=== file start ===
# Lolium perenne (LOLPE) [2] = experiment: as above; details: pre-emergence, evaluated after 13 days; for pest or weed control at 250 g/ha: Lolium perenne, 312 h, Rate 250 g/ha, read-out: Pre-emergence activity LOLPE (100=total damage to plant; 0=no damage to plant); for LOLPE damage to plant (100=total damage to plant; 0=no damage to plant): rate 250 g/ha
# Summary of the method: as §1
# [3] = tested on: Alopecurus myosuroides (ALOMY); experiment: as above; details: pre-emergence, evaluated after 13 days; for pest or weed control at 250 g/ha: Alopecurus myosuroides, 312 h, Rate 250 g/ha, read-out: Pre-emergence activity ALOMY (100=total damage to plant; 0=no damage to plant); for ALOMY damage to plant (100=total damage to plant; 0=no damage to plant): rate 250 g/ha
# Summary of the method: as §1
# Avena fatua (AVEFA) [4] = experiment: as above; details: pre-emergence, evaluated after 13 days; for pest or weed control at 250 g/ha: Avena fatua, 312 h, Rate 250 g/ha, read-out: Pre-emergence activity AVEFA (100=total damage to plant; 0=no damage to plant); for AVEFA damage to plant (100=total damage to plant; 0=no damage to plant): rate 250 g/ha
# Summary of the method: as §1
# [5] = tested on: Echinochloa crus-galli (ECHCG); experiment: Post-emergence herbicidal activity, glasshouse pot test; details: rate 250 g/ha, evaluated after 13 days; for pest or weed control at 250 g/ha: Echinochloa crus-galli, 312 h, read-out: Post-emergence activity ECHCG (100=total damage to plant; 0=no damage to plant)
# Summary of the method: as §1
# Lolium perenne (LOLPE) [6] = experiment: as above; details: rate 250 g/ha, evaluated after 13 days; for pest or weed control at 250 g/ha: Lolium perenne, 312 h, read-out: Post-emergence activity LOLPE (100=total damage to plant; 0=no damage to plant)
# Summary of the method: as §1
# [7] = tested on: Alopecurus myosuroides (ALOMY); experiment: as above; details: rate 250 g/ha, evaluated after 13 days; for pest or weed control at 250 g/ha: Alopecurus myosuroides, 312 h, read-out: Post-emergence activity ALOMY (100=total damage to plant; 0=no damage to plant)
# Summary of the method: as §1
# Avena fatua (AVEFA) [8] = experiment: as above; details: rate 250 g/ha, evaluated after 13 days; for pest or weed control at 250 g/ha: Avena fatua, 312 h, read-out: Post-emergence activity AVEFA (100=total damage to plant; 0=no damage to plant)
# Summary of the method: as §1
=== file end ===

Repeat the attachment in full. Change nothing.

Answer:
# Lolium perenne (LOLPE) [2] = experiment: as above; details: pre-emergence, evaluated after 13 days; for pest or weed control at 250 g/ha: Lolium perenne, 312 h, Rate 250 g/ha, read-out: Pre-emergence activity LOLPE (100=total damage to plant; 0=no damage to plant); for LOLPE damage to plant (100=total damage to plant; 0=no damage to plant): rate 250 g/ha
# Summary of the method: as §1
# [3] = tested on: Alopecurus myosuroides (ALOMY); experiment: as above; details: pre-emergence, evaluated after 13 days; for pest or weed control at 250 g/ha: Alopecurus myosuroides, 312 h, Rate 250 g/ha, read-out: Pre-emergence activity ALOMY (100=total damage to plant; 0=no damage to plant); for ALOMY damage to plant (100=total damage to plant; 0=no damage to plant): rate 250 g/ha
# Summary of the method: as §1
# Avena fatua (AVEFA) [4] = experiment: as above; details: pre-emergence, evaluated after 13 days; for pest or weed control at 250 g/ha: Avena fatua, 312 h, Rate 250 g/ha, read-out: Pre-emergence activity AVEFA (100=total damage to plant; 0=no damage to plant); for AVEFA damage to plant (100=total damage to plant; 0=no damage to plant): rate 250 g/ha
# Summary of the method: as §1
# [5] = tested on: Echinochloa crus-galli (ECHCG); experiment: Post-emergence herbicidal activity, glasshouse pot test; details: rate 250 g/ha, evaluated after 13 days; for pest or weed control at 250 g/ha: Echinochloa crus-galli, 312 h, read-out: Post-emergence activity ECHCG (100=total damage to plant; 0=no damage to plant)
# Summary of the method: as §1
# Lolium perenne (LOLPE) [6] = experiment: as above; details: rate 250 g/ha, evaluated after 13 days; for pest or weed control at 250 g/ha: Lolium perenne, 312 h, read-out: Post-emergence activity LOLPE (100=total damage to plant; 0=no damage to plant)
# Summary of the method: as §1
# [7] = tested on: Alopecurus myosuroides (ALOMY); experiment: as above; details: rate 250 g/ha, evaluated after 13 days; for pest or weed control at 250 g/ha: Alopecurus myosuroides, 312 h, read-out: Post-emergence activity ALOMY (100=total damage to plant; 0=no damage to plant)
# Summary of the method: as §1
# Avena fatua (AVEFA) [8] = experiment: as above; details: rate 250 g/ha, evaluated after 13 days; for pest or weed control at 250 g/ha: Avena fatua, 312 h, read-out: Post-emergence activity AVEFA (100=total damage to plant; 0=no damage to plant)
# Summary of the method: as §1